that's Rocky on the ground, he's spent most of the last two days under the house replacing the seals and floor joists

The other thing I did yesterday was finally take the long handled nippers and the stump killer and cut down and treat the stumps of all the trees growing along the fence line in front of the shop yard on the ditch side just on one side of the driveway. Minimum 15 trees...hackberries, pecans, and a tallow. Mostly hackberries. I avoided the poison ivy which has taken hold in the ditch and on the fence as best I could, used gojo hand cleaner with cold water, then soap with cold water and I hope like hell I don't get a rash. I still have to do the fence on the other ditch side of the driveway and the shop side of both sides of the driveway but I need more stump killer. Maintaining that ditch would not be such a chore or downright impossible if it wasn't so deep and so steep and now still lots of debris from the flood.

just some of the trees

FEMA has not called. It's been two weeks since I went to the convention center and conferred with the representatives there and they told me my inspector would call within one week to set up an appointment so I guess I'll be back today to find out what's going on. Several of my neighbors have already gotten their grants. Paltry amounts, really, considering how much damage but none of us had flood insurance and while technically we are in the 1,000 year flood plain and no one living here can remember when or if it ever flooded, that makes a big difference with FEMA. Have flood insurance? You get the big bucks. Don't have flood insurance because no one ever thought it would flood here? Too fucking bad. The two awards given people that I know of whose whole house flooded got $13,000 and $12,000.  And if you don't have flood insurance and you get money from FEMA and then don't get flood insurance, if it happens again, they won't help you.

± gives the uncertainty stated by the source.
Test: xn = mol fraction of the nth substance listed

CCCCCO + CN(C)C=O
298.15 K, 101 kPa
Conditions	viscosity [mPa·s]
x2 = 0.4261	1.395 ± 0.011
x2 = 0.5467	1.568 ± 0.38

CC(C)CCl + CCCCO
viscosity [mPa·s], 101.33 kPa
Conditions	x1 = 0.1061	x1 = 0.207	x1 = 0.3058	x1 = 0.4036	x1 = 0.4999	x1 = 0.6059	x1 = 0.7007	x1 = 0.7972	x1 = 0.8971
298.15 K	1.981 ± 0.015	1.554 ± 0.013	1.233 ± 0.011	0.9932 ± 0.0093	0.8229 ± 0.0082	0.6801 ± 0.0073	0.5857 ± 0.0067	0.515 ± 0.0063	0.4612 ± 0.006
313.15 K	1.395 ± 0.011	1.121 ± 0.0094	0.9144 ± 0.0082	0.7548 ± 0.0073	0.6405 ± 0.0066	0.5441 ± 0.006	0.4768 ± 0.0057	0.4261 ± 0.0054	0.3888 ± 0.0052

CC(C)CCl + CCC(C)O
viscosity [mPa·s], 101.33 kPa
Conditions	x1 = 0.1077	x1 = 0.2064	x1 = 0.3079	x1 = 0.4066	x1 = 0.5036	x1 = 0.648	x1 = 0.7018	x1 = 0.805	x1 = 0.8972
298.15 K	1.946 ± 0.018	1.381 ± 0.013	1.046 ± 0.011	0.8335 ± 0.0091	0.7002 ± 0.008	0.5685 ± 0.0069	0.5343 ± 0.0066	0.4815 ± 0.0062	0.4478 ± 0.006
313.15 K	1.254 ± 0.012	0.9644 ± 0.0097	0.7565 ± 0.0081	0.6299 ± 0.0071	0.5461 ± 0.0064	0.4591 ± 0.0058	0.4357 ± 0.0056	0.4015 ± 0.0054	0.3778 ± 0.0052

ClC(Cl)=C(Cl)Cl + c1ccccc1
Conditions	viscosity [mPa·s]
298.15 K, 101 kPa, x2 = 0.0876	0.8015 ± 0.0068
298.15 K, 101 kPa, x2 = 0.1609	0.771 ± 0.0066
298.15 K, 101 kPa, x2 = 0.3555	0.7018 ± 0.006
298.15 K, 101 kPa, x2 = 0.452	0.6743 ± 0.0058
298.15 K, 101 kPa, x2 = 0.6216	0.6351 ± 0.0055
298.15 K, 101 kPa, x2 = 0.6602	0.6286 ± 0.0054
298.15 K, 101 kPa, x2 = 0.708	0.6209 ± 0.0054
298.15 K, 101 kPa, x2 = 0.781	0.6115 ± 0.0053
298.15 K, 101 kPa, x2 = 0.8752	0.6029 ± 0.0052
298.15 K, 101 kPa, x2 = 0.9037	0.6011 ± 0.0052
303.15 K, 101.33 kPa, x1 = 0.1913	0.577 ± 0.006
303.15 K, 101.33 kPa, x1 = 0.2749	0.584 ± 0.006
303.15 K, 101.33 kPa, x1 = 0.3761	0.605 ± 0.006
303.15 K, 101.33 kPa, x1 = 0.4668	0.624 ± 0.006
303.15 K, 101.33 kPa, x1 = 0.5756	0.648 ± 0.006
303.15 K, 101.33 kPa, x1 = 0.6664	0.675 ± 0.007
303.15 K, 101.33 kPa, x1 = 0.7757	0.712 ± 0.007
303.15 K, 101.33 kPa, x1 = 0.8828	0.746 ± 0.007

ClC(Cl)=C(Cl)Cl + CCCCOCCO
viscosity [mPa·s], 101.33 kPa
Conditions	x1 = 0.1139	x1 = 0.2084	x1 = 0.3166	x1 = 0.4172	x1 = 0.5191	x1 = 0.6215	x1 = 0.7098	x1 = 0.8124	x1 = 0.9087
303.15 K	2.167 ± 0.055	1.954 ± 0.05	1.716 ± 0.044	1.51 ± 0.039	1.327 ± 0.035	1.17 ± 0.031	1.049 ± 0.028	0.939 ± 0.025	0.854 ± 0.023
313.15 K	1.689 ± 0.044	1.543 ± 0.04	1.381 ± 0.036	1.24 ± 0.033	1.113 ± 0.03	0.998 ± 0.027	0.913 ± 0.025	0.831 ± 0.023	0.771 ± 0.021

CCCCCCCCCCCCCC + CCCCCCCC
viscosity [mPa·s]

And Trump is basically telling the Puerto Ricans 'fuck you' cause you aren't real Americans and there's a big ocean and you're in heavy debt to Wall Street because I welshed on our deal.  Such a guy, that Trump.

A few random photos...

pampas grass blooming

squirrel in the magnolia tree with one of my pecans

sparkly totems

big garden spider

Sunday, September 24, 2017

back to the real life